London Marathon attracts runners from Crow country
SUNDAY’S London Marathon attracted several runners from Crow country, all fund-raising for worthy causes in the capital’s blistering heat.
They have all contacted The Crow to speak of the difficult conditions, but expressed their relief at completing the iconic route.
Mandy Jinkerson was running for Addenbrooke’s Hospital’s Oncology Unit 12 years after being diagnosed with womb cancer.
The 45-year-old mother of two said: “I had a great day and finished in just over five hours. The atmosphere was fantastic for the entire time with people cheering & bands playing.
“I saw my family on Tower Bridge which gave me a real boost at about 12 miles.
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“After that the weather warmed up and it did become hot at times but the crowd really spur you on and keep you going.
“Crossing the finish line and receiving the medal made me feel really proud and I’m pleased to have been able to raise over �500 for Addenbrooke’s Oncology Unit.”
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Neil MacLeod, also from Royston, was running the Marathon for the second time.
He set himself the challenge of completing the race after his father was diagnosed with prostate cancer in 2008, and was able to complete it alongside 215 others in support of The Prostate Cancer Charity, raising �2,500.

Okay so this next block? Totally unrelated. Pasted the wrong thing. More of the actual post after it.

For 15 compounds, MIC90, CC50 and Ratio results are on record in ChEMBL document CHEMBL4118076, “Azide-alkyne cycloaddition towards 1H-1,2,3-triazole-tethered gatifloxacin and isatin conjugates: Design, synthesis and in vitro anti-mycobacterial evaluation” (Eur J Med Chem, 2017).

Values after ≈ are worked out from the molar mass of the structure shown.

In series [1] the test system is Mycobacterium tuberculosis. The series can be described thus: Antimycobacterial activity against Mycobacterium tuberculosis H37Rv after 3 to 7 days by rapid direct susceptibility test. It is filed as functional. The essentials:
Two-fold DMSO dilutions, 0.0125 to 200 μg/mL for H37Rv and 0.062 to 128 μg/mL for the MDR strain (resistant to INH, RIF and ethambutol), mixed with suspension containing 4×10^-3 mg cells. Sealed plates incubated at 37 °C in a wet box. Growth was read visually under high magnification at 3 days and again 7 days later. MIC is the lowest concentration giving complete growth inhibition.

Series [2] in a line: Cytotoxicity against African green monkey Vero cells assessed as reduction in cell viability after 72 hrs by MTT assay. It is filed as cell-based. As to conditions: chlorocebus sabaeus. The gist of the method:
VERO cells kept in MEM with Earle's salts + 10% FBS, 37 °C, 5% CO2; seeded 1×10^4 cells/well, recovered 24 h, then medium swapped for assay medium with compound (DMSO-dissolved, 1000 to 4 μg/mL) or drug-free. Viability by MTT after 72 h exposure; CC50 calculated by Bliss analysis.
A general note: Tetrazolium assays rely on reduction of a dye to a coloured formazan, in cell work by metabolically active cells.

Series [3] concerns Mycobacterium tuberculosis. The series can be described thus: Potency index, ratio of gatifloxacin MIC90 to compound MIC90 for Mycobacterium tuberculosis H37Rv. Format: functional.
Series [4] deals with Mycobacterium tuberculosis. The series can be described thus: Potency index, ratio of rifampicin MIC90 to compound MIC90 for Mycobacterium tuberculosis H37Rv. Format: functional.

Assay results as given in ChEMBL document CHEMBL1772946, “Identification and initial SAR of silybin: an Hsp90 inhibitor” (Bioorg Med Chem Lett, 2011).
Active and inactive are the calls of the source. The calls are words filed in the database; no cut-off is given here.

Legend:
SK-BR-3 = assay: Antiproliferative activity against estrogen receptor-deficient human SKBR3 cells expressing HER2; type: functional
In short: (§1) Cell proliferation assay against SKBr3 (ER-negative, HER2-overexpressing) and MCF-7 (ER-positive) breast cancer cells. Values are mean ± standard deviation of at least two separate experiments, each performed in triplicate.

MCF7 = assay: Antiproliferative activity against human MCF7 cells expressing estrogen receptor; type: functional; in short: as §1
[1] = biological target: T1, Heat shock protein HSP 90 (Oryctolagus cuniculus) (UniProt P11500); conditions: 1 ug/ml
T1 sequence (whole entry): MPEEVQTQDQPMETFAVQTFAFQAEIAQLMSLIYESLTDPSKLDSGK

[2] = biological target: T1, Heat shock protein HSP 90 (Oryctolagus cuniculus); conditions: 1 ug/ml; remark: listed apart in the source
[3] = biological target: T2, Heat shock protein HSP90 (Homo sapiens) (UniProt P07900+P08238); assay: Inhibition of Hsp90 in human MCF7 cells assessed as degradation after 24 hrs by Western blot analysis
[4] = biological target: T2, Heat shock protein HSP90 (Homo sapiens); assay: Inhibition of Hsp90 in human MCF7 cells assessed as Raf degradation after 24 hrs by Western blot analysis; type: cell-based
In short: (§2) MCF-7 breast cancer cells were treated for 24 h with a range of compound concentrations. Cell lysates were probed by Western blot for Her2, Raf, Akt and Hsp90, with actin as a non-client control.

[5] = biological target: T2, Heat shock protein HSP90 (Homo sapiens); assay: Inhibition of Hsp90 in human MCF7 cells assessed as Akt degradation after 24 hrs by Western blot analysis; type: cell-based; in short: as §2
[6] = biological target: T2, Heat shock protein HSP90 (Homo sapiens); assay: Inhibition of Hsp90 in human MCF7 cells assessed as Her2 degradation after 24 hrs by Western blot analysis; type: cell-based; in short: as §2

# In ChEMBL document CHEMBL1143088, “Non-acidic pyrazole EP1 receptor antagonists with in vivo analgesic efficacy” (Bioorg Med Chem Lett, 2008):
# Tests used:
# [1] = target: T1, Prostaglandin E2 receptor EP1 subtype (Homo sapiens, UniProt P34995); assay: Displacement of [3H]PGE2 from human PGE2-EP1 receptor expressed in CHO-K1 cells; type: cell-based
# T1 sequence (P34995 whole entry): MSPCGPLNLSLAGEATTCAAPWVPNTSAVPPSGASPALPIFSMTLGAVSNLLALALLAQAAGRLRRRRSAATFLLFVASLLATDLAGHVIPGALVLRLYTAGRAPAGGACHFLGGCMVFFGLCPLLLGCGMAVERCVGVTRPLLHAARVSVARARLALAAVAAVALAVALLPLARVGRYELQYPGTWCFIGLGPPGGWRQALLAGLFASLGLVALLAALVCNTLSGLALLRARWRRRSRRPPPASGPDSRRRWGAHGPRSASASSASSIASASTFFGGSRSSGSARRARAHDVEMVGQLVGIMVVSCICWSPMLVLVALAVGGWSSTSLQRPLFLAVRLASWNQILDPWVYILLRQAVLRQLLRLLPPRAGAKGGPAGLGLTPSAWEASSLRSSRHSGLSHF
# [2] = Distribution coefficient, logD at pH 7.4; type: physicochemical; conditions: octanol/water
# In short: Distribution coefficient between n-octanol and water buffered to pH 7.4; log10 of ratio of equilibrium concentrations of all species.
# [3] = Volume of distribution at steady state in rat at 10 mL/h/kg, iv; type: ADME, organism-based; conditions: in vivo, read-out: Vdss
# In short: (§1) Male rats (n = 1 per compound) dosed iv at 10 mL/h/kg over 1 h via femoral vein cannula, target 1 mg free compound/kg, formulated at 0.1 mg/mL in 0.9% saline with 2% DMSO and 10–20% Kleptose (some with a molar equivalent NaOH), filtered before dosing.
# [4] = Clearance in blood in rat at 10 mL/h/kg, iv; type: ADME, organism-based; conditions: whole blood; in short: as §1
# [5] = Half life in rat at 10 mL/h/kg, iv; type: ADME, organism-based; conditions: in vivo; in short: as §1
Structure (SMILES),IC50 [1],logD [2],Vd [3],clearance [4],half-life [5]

“It was so hot, which meant my plan for getting around the course went out the window,” he said. “I’d sat down with my wife Ruth the night before and we planned when I’d pass each mile so that she could follow me around the course.
“The charity’s supporter points are good and it gave me a real boost to hear people cheer and call out my name as I passed.
“The London Marathon is really special and running it is my way of giving something back to the charity. It was brilliant in giving dad help and information after he was diagnosed.”
Tom Galvin, a former Royston town footballer who is the son of Tottenham and Ireland player Tony Galvin, finished in three hours and 41 minutes.
He was raising money for the Stevenage Community Trust Fund and was particularly delighted to be taking part after three years of unsuccessful entries.
“Having spent the majority of my adult life in the North Herts area it was a great honour to be representing such a well-known charity for the local area,” he said.
“I am regularly advising people and ensuring they are on the right path to hitting their goals, so it now seem strange that I’ve actually competed in something that has always been a goal of mine.”
Barley and Market Hill Surgery’s Bridget Gough and Meridian School assistant head David Atkins were amongst a team of five that ran for the Khandel Light Charity, raising around �10,000 between them.
Khandel Light was set up by Dr Peter Gough in 2000, and works to improve the lives of vulnerable and disadvantaged families in Khandel, India.
Bridget, who was running her eighth marathon, said: “The money we raised is brilliant and we would like to thank everybody who sponsored us.”